“There has always been a trend to go safer and safer, and that’s not going to change. So if you apply that to design, and if you’re a responsible designer you’re always trying to design in safety, then it’s right at the top of that pyramid of what you’re trying to achieve with good design. It seems to me that often designers try to put up excuses for why their product doesn’t look good – you know, like when car bonnets had to be made higher because of pedestrian impact regulations.
“When designers go to that lame excuse, that it was legislation made the car ugly, that’s because they’re not thinking in the first place that there is no excuse for bad design. Not in my book. A designer has to work within parameters, safety is just one. There’s comfort, there’s ergonomics. It’s like a painter saying, ‘well, I had to use black because I ran out of red’. I think safety has to become ever more important in a designer’s brief, and it can be used for good. You don’t need to hide safety away. I hate this concept of covering up high tech, that something is innovative, is functional, then that’s part of the design. Design can make safety really attractive.
“For me the whole concept of safety is another positive thing to attach ourselves too. Safety helps the design, or at least gives us another route to take.”
That designed-in safety will be critical for the first generations of E-VTOL electric personal aircraft, and autonomous cars, says Stephenson.
“The E-VTOL, the whole thing is so cutting edge, it’s so exciting, it’s disruptive, it’s bringing a potentially huge change to the challenges of mobility. And everyone’s like, ‘yeah, that’s cool sci-fi, but is it going to work?’ Well, yeah, it’s working already, we have them flying around in our testing areas.The huge problem is safety. You can’t have these things crashing. Safety is so important. So safety in design is so important when you’re working on these things.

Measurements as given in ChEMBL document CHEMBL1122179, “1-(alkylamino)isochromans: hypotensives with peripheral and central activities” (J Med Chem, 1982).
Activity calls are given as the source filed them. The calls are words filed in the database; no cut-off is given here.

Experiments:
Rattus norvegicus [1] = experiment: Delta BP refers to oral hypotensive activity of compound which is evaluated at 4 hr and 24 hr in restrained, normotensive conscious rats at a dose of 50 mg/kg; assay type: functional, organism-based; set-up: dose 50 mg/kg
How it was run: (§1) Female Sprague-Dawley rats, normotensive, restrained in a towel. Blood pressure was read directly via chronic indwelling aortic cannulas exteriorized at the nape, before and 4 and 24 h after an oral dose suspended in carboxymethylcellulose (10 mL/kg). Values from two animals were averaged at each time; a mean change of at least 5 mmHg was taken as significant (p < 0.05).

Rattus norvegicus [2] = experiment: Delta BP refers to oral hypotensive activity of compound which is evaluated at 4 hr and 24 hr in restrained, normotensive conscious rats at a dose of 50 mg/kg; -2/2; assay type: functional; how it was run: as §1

The younger generation are much more open to experiences
“It’s about changing public perception. It’s about getting past Henry Ford’s ‘faster horse’ paradox. The younger generation will probably be more easily convinced that things like E-VTOL and autonomous technology is safe. These E-VTOL craft won’t be certified to fly until the authorities, the civil flight agencies, are convinced that these are 10-to-the-minus-nine reliable. That means that in one billion hours of flying, you’ll have one defect. Current commercial aircraft are only 10-to-the-minus-6 reliable, which is one incident in every million hours of flying.
“So you have to design in redundancy and back-ups. If you get into one of these things, it cannot fail. You and me, anyone above 40, might be nervous getting into one but the younger generation are much more open to experiences. Like anything, it will take time and the more it operates the more people will be convinced. But the coolness factor, the convenience factor will win out. And you don’t need big infrastructure, you don’t need roads, you just need verti-ports, which are pretty compact.”
As for autonomous cars, Stephenson reckons that, design or no design, their greater safety levels will soon render them indispensable: “Cars are so safe now that, certainly on the motorway, you’re going to have to start getting rid of the ‘dumb’ cars because they’ll start crashing into the smart cars.”